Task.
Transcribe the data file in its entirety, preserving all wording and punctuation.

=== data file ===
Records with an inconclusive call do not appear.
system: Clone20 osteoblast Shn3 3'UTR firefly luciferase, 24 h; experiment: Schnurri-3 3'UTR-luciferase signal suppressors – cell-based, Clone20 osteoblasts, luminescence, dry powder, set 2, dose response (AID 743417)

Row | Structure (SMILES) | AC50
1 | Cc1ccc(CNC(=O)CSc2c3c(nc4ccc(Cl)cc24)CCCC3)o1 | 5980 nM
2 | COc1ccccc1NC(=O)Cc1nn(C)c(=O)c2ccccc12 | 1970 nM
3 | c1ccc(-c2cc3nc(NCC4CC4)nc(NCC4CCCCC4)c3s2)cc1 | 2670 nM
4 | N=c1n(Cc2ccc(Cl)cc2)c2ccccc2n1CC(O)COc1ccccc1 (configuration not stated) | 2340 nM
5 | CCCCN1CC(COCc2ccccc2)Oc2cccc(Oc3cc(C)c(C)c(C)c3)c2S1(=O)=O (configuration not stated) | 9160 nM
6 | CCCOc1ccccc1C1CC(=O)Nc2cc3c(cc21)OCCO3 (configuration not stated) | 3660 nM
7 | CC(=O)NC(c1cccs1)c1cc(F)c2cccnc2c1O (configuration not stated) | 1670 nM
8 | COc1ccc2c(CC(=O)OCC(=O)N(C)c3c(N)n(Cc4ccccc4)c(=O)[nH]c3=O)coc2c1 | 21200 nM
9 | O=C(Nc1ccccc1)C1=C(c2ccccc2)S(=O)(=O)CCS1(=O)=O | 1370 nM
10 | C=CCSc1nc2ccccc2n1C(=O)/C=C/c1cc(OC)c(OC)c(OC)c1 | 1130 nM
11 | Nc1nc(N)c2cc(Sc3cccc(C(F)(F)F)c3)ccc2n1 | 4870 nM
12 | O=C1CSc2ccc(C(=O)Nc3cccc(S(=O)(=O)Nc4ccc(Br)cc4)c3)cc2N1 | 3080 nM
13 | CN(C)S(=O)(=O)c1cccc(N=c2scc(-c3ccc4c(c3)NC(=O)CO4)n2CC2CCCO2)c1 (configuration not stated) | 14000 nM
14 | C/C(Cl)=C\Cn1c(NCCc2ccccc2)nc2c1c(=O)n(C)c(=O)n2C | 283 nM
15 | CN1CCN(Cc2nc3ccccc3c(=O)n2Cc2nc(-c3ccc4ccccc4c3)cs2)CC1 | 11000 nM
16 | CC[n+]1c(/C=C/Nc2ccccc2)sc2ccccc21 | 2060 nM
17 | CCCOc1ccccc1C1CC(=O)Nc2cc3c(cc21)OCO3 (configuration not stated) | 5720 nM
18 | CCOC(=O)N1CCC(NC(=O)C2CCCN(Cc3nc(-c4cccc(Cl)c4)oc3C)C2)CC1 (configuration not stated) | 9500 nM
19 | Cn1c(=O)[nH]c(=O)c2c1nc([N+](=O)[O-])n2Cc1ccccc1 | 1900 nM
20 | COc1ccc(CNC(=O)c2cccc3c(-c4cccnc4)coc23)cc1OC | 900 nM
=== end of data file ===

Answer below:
Records with an inconclusive call do not appear.
system: Clone20 osteoblast Shn3 3'UTR firefly luciferase, 24 h; experiment: Schnurri-3 3'UTR-luciferase signal suppressors – cell-based, Clone20 osteoblasts, luminescence, dry powder, set 2, dose response (AID 743417)

Row | Structure (SMILES) | AC50
1 | Cc1ccc(CNC(=O)CSc2c3c(nc4ccc(Cl)cc24)CCCC3)o1 | 5980 nM
2 | COc1ccccc1NC(=O)Cc1nn(C)c(=O)c2ccccc12 | 1970 nM
3 | c1ccc(-c2cc3nc(NCC4CC4)nc(NCC4CCCCC4)c3s2)cc1 | 2670 nM
4 | N=c1n(Cc2ccc(Cl)cc2)c2ccccc2n1CC(O)COc1ccccc1 (configuration not stated) | 2340 nM
5 | CCCCN1CC(COCc2ccccc2)Oc2cccc(Oc3cc(C)c(C)c(C)c3)c2S1(=O)=O (configuration not stated) | 9160 nM
6 | CCCOc1ccccc1C1CC(=O)Nc2cc3c(cc21)OCCO3 (configuration not stated) | 3660 nM
7 | CC(=O)NC(c1cccs1)c1cc(F)c2cccnc2c1O (configuration not stated) | 1670 nM
8 | COc1ccc2c(CC(=O)OCC(=O)N(C)c3c(N)n(Cc4ccccc4)c(=O)[nH]c3=O)coc2c1 | 21200 nM
9 | O=C(Nc1ccccc1)C1=C(c2ccccc2)S(=O)(=O)CCS1(=O)=O | 1370 nM
10 | C=CCSc1nc2ccccc2n1C(=O)/C=C/c1cc(OC)c(OC)c(OC)c1 | 1130 nM
11 | Nc1nc(N)c2cc(Sc3cccc(C(F)(F)F)c3)ccc2n1 | 4870 nM
12 | O=C1CSc2ccc(C(=O)Nc3cccc(S(=O)(=O)Nc4ccc(Br)cc4)c3)cc2N1 | 3080 nM
13 | CN(C)S(=O)(=O)c1cccc(N=c2scc(-c3ccc4c(c3)NC(=O)CO4)n2CC2CCCO2)c1 (configuration not stated) | 14000 nM
14 | C/C(Cl)=C\Cn1c(NCCc2ccccc2)nc2c1c(=O)n(C)c(=O)n2C | 283 nM
15 | CN1CCN(Cc2nc3ccccc3c(=O)n2Cc2nc(-c3ccc4ccccc4c3)cs2)CC1 | 11000 nM
16 | CC[n+]1c(/C=C/Nc2ccccc2)sc2ccccc21 | 2060 nM
17 | CCCOc1ccccc1C1CC(=O)Nc2cc3c(cc21)OCO3 (configuration not stated) | 5720 nM
18 | CCOC(=O)N1CCC(NC(=O)C2CCCN(Cc3nc(-c4cccc(Cl)c4)oc3C)C2)CC1 (configuration not stated) | 9500 nM
19 | Cn1c(=O)[nH]c(=O)c2c1nc([N+](=O)[O-])n2Cc1ccccc1 | 1900 nM
20 | COc1ccc(CNC(=O)c2cccc3c(-c4cccnc4)coc23)cc1OC | 900 nM